Winterbourne-style services could face more frequent inspections

Services like Winterbourne View could be inspected more frequently under Care Quality Commission plans to regulate organisations differently depending on their level of risk for service users.

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Winterbourne View-style hospitals and some social care services could face more frequent inspections under Care Quality Commission plans to regulate organisations differently depending on their level of risk.

The CQC said its current approach of inspecting all adult social care, independent healthcare and NHS services a minimum of once a year, which was only formally introduced in April, could be revised to make it better able to identify and respond to failures in quality and safety.

This would mean more frequent scheduled inspections for services deemed to carry inherently higher risks – and less frequent probes for others. 

‘Higher-risk’ services

Services could be deemed higher risk because they are delivered in relatively closed institutions or cater for more vulnerable clients, as was the case with Winterbourne View, or because they receive relatively limited scrutiny from monitoring bodies other than the CQC, such as commissioners, other regulators or internal quality assurance teams.

“We may need to regulate different services in different ways and at different times to make sure we achieve the greatest improvement in quality,” it said in a consultation on its 2013-16 strategy, published today.

Winterbourne View serious case review

The Winterbourne View serious case review, published last month, concluded that hospitals for adults with learning disabilities or autism should be regarded as high-risk services that required “frequent, more thorough unannounced inspections, more probing criminal investigations and exacting safeguarding investigations”.

As part of its own response to its role in the Winterbourne View case, the CQC has already started classifying residential services for people with learning disabilities and challenging behaviours as “higher risk” in the quality and risk profiles it produces for every regulated service. Though this has not increased their minimum inspection frequency, it may have increased the number of “responsive reviews” such services receive as a result of other information received by the CQC, such as safeguarding alerts or complaints.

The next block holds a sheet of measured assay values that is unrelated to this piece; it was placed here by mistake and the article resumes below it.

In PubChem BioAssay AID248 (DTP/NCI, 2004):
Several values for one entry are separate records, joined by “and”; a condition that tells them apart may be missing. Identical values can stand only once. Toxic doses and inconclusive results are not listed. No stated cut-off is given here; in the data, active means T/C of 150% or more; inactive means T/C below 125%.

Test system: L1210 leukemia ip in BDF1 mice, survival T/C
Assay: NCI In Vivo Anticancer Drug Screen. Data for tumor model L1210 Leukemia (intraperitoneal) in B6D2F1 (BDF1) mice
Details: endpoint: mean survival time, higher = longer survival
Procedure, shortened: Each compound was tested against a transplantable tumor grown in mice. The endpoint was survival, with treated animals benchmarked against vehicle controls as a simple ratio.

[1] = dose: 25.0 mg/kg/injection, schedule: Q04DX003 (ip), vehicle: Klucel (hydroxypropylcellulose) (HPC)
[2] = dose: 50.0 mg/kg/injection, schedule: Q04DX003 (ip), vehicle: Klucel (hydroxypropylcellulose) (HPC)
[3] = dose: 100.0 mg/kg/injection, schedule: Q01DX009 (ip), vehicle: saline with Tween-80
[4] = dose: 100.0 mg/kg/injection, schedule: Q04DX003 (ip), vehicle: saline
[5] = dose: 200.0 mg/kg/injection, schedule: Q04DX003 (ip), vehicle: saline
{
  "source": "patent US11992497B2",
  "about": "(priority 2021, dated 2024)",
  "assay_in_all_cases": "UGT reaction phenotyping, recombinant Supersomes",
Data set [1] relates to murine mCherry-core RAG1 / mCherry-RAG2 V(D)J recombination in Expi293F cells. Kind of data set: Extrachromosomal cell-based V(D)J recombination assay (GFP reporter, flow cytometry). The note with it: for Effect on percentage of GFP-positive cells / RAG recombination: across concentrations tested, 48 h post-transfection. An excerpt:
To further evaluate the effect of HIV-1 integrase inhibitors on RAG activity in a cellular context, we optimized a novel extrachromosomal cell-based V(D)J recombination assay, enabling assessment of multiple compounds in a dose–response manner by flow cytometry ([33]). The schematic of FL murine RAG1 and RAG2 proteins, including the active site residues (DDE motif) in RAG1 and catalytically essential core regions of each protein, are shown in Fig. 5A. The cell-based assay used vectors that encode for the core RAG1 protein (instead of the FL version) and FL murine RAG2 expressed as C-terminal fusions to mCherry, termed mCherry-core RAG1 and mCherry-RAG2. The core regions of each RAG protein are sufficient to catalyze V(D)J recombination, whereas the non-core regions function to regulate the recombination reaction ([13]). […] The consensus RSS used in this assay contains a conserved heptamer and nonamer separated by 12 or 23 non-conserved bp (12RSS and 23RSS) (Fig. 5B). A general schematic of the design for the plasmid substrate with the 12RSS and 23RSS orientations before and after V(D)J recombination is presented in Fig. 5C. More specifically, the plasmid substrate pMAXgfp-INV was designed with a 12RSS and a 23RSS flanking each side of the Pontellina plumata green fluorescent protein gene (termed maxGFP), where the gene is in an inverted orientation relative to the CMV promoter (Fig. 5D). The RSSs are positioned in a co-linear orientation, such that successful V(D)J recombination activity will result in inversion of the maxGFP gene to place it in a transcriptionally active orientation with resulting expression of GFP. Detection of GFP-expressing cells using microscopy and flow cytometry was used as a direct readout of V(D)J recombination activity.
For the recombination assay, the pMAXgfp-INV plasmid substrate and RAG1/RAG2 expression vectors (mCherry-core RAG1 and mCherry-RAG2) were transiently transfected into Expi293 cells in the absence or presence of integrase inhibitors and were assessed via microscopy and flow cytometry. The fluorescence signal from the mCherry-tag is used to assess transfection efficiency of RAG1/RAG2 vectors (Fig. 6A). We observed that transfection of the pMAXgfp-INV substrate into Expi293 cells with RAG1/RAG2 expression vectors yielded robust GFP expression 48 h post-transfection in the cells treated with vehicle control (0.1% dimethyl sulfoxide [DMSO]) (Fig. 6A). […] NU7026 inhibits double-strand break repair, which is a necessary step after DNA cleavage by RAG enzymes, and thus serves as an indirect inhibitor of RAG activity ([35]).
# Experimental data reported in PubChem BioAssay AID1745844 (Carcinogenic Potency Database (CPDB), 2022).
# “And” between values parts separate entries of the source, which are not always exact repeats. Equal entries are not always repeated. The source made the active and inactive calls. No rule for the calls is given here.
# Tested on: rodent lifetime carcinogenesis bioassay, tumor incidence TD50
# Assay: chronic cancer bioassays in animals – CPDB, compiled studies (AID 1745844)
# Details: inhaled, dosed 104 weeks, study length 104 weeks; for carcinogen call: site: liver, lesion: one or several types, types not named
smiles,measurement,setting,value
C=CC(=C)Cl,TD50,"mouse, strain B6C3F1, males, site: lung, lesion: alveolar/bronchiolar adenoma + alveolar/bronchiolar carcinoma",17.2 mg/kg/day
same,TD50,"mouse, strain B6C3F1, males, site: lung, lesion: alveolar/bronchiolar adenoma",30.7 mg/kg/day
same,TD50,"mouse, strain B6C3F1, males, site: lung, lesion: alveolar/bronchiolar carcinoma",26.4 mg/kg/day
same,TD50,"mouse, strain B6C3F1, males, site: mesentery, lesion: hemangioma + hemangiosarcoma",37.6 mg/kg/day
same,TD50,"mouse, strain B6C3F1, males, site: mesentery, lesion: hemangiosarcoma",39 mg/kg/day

Boosting staff morale

The CQC said that a critical factor in its success over the next three years would be improving the skills and motivations of its workforce and promoting a “positive culture” among staff. Successive surveys of staff, both by the CQC and trade union Unison, have identified low morale and a lack of confidence in the CQC’s management and strategy.

The consultative strategy also includes proposals to:

  • share more information about the quality of services with other monitoring bodies, such as council commissioners;
  • base its regulatory activity more on the views and experiences of service users and carers, including by increasing their role in inspecting services and through the establishment of user watchdog Healthwatch as a committee of the CQC;
  • remove unnecessary burdens on providers;
  • develop its Mental Health Act role to better safeguard the rights of patients on community treatment orders or under guardianship arrangements;
  • developing measures to assess its impact as a regulator.

The consultation runs until 6 December and people can respond online, by email or post.

Mithran Samuel is Community Care’s adults’ editor.

Learning from Winterbourne

Lessons for practitioners from the Winterbourne View case will be among the topics discussed at a Community Care conference on safeguarding in care homes on 4 December 2012.

Related articles

CQC’s approach to safeguarding: what providers need to know

Issues for the CQC from Winterbourne View

CQC to double inspections of adult care services

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